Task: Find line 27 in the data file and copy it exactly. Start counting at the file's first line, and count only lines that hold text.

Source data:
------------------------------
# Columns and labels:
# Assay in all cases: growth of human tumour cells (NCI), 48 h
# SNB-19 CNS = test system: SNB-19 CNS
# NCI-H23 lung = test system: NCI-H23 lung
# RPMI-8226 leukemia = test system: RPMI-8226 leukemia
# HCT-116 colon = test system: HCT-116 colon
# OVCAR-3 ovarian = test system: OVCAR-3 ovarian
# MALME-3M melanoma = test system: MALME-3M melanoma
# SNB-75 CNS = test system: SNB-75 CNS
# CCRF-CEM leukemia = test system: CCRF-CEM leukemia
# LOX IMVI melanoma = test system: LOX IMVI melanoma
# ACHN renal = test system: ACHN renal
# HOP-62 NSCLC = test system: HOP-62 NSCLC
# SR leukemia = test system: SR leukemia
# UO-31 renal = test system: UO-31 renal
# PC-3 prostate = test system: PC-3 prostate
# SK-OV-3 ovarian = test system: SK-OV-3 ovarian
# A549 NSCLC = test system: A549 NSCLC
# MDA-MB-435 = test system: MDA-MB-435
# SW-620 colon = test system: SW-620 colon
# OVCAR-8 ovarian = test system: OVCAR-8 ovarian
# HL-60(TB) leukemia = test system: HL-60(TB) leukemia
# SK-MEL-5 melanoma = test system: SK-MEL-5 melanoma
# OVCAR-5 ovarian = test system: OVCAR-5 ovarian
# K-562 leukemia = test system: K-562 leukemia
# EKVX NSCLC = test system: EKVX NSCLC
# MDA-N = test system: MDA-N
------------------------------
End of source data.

# MDA-N = test system: MDA-N